Papers of Henry Swan Added to the National Library of Medicine’s Profiles in Science Web Site
The National Library of Medicine, the world's largest medical library and a component of the National Institutes of Health, announces the release of an extensive selection from the papers of American surgeon Henry Swan (1913-1996), who pioneered the use of hypothermia for heart surgery, on the Library's Profiles in Science Web site.
With this addition, the number of prominent researchers, public health officials, and promoters of medical research whose personal and professional records are presented on Profiles has grown to 33. The site is at: //profiles.nlm.nih.gov.
Swan was born in Denver, Colorado, on May 27, 1913, to Henry Swan, an investment banker, and Carla Denison Swan. Both parents came from well-established Colorado families; his father's family owned the Swan Land and Cattle Company, and the Denisons had made their fortune in railroads. The Denison lineage also included many physicians, and this heritage inspired Swan to pursue a medical career. He received his AB from Williams College in 1935, and his MD from Harvard's School of Medicine in 1939. Following a one-year pathology internship at Colorado General Hospital in Denver, Swan did his surgical internship and residency at Peter Bent Brigham Hospital and Boston Children's Hospital. There he worked with Robert Gross, who was developing techniques to correct congenital defects in children.
During World War II, Swan served in the US Army's 4th Auxiliary Surgical Group (one of the first MASH units), which landed in France as part of the Normandy invasion in June 1944. By the war's end, he had performed over 1,600 surgeries. Returning home, he joined the faculty at the University of Colorado Medical School in 1946, becoming the first full-time faculty member in the department of surgery. There he helped to establish a surgical research laboratory and reorganize the school's curriculum, and began to distinguish himself as a surgical trailblazer. He served as chair of the department from 1950 to early 1961, and was a major force in its development as a first-class surgical program.
Like many surgeons of that era, Swan became interested in exploring ways to work on the vascular system and the heart. In 1949, after several years of experimental work with dogs, he did the first successful repair of an aortic aneurysm using a section of stored cadaver aorta. In 1953, again after several years of laboratory research, he overcame the biggest single challenge facing would-be cardiac surgeons: stopping or slowing the heart without depriving the brain of oxygen. Swan was able to safely induce hypothermia to reduce a patient's metabolic functions-and thus the need for oxygen-long enough to stop the heart and operate on its interior. Though not the first to successfully perform such a procedure (two other surgeons had done so the previous year), Swan quickly established himself as the foremost expert, performing hundreds of cardiac surgeries with hypothermia between 1953 and 1962. Surgeons from all over the world visited Denver during this period to learn more about Swan's technique, and he and his surgical team often traveled to demonstrate it to other institutions. (Well-known as an avid small plane pilot, Swan logged 20,000 air miles traveling to Chile, Argentina, and Brazil in 1958, and later survived three plane crashes en route to medical meetings in the US.) Although hypothermia was soon eclipsed by improved heart-lung bypass devices, which allowed much longer operating times, Swan's successful methods afforded many surgeons their first open-heart experiences. Likewise, his intensive laboratory research greatly expanded medical understanding of the physiologic and metabolic changes that could occur during cardiac surgery.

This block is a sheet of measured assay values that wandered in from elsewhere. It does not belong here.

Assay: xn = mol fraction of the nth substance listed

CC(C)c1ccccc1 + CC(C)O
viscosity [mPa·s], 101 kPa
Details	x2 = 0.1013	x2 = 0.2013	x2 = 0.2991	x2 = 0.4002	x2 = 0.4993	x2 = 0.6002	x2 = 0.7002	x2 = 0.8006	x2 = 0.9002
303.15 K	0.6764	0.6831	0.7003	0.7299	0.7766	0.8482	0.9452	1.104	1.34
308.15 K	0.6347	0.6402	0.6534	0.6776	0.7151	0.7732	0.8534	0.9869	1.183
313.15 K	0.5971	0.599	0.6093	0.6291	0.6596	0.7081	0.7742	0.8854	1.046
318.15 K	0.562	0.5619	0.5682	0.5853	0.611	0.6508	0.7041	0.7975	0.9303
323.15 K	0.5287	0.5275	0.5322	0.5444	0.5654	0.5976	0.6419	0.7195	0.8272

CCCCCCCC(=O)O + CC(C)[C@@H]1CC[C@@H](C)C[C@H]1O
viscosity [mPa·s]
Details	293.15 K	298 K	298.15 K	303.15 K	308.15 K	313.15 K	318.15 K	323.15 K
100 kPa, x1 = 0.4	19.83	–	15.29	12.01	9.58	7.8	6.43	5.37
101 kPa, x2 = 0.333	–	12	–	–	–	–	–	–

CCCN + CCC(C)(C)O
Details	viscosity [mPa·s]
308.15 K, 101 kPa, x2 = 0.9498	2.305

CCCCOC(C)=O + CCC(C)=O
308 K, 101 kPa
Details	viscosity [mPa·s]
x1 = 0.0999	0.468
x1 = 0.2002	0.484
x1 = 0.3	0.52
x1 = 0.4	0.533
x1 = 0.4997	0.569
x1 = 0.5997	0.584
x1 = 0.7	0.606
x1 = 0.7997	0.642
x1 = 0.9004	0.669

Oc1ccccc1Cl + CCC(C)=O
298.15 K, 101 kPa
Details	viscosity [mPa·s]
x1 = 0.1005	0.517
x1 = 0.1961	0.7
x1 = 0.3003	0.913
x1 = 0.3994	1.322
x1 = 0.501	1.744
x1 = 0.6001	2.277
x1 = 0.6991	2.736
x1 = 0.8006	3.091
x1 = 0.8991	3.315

After more than a decade as a pioneering cardiac surgeon and medical educator, Swan resigned from the University of Colorado faculty in 1961 to devote his time to surgical research. He joined the faculty at the Colorado State University's School of Veterinary Medicine, where he introduced new standards in veterinary surgery and helped build a graduate program in veterinary research. He also pursued investigations into the relationship between body temperature and hibernation states, an interest that grew out of his earlier research on the physiological changes occurring during hypothermia. Studying the African lung-fish, which estivates in dry river beds during hot weather, Swan identified an active metabolic inhibitor in their brains ("antabolone"), which he hoped might be isolated and synthesized to enable an artificial hibernation for surgery. His research on hibernation, which included studies of ground squirrels and other animals, was incorporated into his book Thermoregulation and Bioenergetics: Patterns for Vertebrate Survival, published in 1974.
Profiles in Science features digitized correspondence, published articles, departmental reports, and photographs from the Henry Swan Papers at the National Library of Medicine. Visitors to the site can view, for example, Swan's college letters to his family, and his World War II letters to his wife describing his experiences as a surgeon on the front lines; correspondence with professional colleagues, and a rich selection of photos documenting his life and career.
Henry Swan, ca. 1981.